For my throngs of loyal fans, I appologize for the spotty blogging this week. It has just been one of those periods where everything in life is going nuts. What do they call that? Oh yeah, life during the holidays! Speaking of, I wanted to address a major problem that many people have this time of year- What wine to drink at the Thanksgiving table.
There are a lot of articles about this very topic flying around right now, and I want to quell information from some of them, and offer some advice. First of all, know that a "typical" Thanksgiving dinner is very difficult to pair wines with. You have white meat poultry, sometimes ham, high acid dishes (cranberry sauce), sweet dishes (yams), buttery dishes (mashed potatoes), peppery dishes (stuffing), etc, etc, etc. My main bit of advice is to consider who you are bringing the wine for. Are you just wanting a wine or two that everyone will enjoy, knowing that you are the only "wine person" at the table? In that case, bring an off-dry riesling, and and some relatively inexpensive california pinot noir. These are normally user-friendly and can be found for less than $20/bottle. This will also help you cover Aunt Betty that only drinks white zin. Remember, when you are in a room full of non-wine people, they really don't care if the wine scored 97 points, was #27 on some "Top 100" list, or comes from a 1/2 acre vineyard from Chassagne Montrachet. Drink accordingly.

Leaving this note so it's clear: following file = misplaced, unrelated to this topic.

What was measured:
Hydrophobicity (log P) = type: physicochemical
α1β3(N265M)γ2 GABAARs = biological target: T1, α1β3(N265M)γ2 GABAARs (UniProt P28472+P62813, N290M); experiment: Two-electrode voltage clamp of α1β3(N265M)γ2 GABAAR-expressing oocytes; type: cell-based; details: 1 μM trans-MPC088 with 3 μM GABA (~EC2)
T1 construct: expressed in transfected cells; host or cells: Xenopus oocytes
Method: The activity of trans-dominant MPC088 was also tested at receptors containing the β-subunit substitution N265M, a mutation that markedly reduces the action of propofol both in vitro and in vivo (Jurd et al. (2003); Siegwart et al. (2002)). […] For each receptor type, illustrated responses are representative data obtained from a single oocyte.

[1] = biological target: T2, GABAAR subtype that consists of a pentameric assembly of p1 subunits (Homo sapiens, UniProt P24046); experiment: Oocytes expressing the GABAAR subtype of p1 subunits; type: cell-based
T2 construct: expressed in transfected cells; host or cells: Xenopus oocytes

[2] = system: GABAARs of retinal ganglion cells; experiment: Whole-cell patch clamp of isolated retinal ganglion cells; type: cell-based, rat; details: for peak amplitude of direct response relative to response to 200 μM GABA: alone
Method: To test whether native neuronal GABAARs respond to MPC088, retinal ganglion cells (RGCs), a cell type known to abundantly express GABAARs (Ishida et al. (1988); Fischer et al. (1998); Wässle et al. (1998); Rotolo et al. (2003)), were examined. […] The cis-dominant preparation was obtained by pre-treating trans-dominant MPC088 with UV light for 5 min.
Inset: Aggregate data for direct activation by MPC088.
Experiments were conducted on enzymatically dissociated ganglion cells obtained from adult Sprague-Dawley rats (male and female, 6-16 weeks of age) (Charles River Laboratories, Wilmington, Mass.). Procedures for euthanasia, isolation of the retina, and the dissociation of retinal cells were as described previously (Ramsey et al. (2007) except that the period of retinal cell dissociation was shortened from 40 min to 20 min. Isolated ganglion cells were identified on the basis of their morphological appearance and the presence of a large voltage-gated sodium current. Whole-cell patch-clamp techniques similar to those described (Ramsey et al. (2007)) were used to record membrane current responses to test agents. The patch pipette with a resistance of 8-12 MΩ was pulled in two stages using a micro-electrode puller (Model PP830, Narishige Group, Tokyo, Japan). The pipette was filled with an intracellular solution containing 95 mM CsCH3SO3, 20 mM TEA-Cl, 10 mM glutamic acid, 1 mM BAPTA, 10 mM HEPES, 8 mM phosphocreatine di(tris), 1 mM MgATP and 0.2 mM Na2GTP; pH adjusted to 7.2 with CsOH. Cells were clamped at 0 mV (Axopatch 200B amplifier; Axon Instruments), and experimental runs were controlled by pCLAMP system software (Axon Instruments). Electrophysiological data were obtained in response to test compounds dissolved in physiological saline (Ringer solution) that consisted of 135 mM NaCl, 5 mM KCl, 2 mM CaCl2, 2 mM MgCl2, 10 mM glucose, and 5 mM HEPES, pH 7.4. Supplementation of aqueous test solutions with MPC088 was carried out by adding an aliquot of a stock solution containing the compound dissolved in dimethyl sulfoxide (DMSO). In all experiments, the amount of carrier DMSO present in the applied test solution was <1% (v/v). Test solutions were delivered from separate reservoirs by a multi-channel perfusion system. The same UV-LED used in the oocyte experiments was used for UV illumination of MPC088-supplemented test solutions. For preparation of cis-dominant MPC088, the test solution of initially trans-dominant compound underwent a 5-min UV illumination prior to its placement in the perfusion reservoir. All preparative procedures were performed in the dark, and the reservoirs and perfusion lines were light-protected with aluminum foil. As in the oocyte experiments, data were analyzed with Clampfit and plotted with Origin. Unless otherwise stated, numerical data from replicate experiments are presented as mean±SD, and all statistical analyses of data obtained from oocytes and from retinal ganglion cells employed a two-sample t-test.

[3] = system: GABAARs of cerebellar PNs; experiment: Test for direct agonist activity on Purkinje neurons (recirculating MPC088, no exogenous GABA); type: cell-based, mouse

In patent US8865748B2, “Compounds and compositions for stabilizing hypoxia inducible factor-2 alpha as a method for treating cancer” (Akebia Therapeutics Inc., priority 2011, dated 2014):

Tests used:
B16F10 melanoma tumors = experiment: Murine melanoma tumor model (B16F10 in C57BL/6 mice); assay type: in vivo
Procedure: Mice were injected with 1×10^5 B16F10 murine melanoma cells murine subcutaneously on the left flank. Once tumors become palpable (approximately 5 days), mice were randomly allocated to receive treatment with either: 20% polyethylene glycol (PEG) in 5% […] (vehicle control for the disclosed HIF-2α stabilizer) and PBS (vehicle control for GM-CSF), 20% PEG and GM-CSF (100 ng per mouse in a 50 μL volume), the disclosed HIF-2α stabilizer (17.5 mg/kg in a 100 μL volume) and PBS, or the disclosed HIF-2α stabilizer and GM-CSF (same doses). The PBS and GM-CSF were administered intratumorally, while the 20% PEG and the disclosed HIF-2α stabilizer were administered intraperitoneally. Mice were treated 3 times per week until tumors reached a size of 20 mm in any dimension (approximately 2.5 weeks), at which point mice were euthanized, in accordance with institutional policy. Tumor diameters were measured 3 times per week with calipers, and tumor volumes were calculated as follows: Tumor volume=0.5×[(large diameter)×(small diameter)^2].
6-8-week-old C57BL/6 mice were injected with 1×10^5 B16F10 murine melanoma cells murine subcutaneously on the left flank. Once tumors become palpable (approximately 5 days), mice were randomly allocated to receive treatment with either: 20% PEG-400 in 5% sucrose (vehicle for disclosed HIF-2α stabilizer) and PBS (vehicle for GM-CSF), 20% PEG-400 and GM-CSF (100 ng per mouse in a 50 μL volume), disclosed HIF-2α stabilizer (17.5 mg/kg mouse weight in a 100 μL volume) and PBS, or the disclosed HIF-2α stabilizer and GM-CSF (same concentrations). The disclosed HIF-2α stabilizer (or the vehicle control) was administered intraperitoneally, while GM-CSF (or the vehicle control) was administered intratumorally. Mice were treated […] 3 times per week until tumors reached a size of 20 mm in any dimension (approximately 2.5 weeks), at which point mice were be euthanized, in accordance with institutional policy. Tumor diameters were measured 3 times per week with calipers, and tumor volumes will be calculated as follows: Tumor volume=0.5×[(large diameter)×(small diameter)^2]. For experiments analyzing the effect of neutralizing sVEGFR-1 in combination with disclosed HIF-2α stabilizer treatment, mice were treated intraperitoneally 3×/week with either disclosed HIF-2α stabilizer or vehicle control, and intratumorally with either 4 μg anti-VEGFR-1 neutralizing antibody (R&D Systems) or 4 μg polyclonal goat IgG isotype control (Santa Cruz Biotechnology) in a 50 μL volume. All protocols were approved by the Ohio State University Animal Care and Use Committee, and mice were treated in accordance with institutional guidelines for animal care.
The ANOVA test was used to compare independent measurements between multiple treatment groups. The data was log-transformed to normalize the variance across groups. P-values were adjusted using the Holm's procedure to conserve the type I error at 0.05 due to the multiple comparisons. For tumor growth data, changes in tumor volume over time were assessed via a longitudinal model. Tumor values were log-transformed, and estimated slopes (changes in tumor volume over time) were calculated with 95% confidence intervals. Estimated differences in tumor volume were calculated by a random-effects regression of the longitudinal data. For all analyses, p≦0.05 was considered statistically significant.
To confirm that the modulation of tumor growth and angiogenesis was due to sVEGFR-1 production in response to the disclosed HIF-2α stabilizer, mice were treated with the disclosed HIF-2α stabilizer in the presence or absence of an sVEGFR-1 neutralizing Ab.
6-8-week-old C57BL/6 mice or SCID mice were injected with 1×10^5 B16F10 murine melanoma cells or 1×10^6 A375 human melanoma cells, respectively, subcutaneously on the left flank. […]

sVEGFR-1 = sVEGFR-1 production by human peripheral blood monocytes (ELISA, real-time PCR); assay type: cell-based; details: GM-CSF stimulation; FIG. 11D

Are there going to be some wine fans at the table that know what they are talking about, but are still pretty relaxed about it? Once again, defer to some riesling (try Monchhof or Richter), and maybe some Cali Chard or Burgundy if you can swing it- there are good prices all around right now, especially for '04 and '05s. You can then throw a bottle of syrah in there for those that like the bigger stuff.
Are you friends with wine geeks that really care? Then go nuts- pair Gruner with the veggies (Try Huber "Hugo), a dry rose with some of the cranberries (I like Crios, or Gruet if you want bubbly), riesling with the yams, White Burgundy with the mashed potatoes (check out some of the lesser releases from Domaine LeFlaive), a Red burgundy or Oregon Pinot with the turkey, and some Rhone (Les Aphillanthes, or Guigal) with everything else.
Finish off the meal with egg nog with a good dose of bourbon or spiced rum, and you are guaranteed to sleep right through the Dallas and Detroit games.
Most importantly, remember that this really is a time to give thanks for all the blessings in your life- whether that be your family, friends, God, job, or just pretty leaves on the trees.
Cheers y'all, have a great weekend!